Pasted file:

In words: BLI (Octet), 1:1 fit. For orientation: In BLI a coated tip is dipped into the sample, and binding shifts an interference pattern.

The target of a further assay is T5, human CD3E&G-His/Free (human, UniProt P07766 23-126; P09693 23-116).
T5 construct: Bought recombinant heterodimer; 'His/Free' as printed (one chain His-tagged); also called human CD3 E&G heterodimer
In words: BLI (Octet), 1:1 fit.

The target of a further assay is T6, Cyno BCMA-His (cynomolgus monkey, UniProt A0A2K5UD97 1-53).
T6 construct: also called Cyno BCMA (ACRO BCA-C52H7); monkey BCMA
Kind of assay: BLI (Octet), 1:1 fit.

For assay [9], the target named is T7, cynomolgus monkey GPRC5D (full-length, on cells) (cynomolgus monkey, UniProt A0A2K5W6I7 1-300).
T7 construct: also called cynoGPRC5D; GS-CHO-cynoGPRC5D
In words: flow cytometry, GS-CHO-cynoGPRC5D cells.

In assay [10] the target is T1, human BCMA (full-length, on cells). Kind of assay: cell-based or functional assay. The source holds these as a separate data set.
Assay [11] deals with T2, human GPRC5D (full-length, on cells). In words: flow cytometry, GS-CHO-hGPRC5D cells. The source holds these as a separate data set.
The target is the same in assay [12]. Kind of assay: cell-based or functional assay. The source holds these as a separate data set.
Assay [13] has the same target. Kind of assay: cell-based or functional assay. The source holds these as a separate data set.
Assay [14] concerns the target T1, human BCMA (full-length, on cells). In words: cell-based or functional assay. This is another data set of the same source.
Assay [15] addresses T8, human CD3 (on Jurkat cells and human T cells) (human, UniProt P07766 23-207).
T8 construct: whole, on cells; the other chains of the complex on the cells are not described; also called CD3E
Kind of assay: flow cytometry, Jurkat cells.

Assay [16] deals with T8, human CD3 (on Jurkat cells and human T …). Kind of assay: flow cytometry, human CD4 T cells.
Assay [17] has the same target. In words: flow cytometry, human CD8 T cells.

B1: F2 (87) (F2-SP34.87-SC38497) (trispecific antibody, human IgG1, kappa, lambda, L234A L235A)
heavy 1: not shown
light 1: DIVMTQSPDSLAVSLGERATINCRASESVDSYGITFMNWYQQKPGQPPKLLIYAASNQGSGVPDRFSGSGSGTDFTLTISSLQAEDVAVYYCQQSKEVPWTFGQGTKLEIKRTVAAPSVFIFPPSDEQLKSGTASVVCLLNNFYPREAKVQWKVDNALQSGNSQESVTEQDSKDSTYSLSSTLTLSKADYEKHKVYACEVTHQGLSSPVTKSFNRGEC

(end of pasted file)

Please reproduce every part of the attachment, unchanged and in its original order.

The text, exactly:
In words: BLI (Octet), 1:1 fit. For orientation: In BLI a coated tip is dipped into the sample, and binding shifts an interference pattern.

The target of a further assay is T5, human CD3E&G-His/Free (human, UniProt P07766 23-126; P09693 23-116).
T5 construct: Bought recombinant heterodimer; 'His/Free' as printed (one chain His-tagged); also called human CD3 E&G heterodimer
In words: BLI (Octet), 1:1 fit.

The target of a further assay is T6, Cyno BCMA-His (cynomolgus monkey, UniProt A0A2K5UD97 1-53).
T6 construct: also called Cyno BCMA (ACRO BCA-C52H7); monkey BCMA
Kind of assay: BLI (Octet), 1:1 fit.

For assay [9], the target named is T7, cynomolgus monkey GPRC5D (full-length, on cells) (cynomolgus monkey, UniProt A0A2K5W6I7 1-300).
T7 construct: also called cynoGPRC5D; GS-CHO-cynoGPRC5D
In words: flow cytometry, GS-CHO-cynoGPRC5D cells.

In assay [10] the target is T1, human BCMA (full-length, on cells). Kind of assay: cell-based or functional assay. The source holds these as a separate data set.
Assay [11] deals with T2, human GPRC5D (full-length, on cells). In words: flow cytometry, GS-CHO-hGPRC5D cells. The source holds these as a separate data set.
The target is the same in assay [12]. Kind of assay: cell-based or functional assay. The source holds these as a separate data set.
Assay [13] has the same target. Kind of assay: cell-based or functional assay. The source holds these as a separate data set.
Assay [14] concerns the target T1, human BCMA (full-length, on cells). In words: cell-based or functional assay. This is another data set of the same source.
Assay [15] addresses T8, human CD3 (on Jurkat cells and human T cells) (human, UniProt P07766 23-207).
T8 construct: whole, on cells; the other chains of the complex on the cells are not described; also called CD3E
Kind of assay: flow cytometry, Jurkat cells.

Assay [16] deals with T8, human CD3 (on Jurkat cells and human T …). Kind of assay: flow cytometry, human CD4 T cells.
Assay [17] has the same target. In words: flow cytometry, human CD8 T cells.

B1: F2 (87) (F2-SP34.87-SC38497) (trispecific antibody, human IgG1, kappa, lambda, L234A L235A)
heavy 1: not shown
light 1: DIVMTQSPDSLAVSLGERATINCRASESVDSYGITFMNWYQQKPGQPPKLLIYAASNQGSGVPDRFSGSGSGTDFTLTISSLQAEDVAVYYCQQSKEVPWTFGQGTKLEIKRTVAAPSVFIFPPSDEQLKSGTASVVCLLNNFYPREAKVQWKVDNALQSGNSQESVTEQDSKDSTYSLSSTLTLSKADYEKHKVYACEVTHQGLSSPVTKSFNRGEC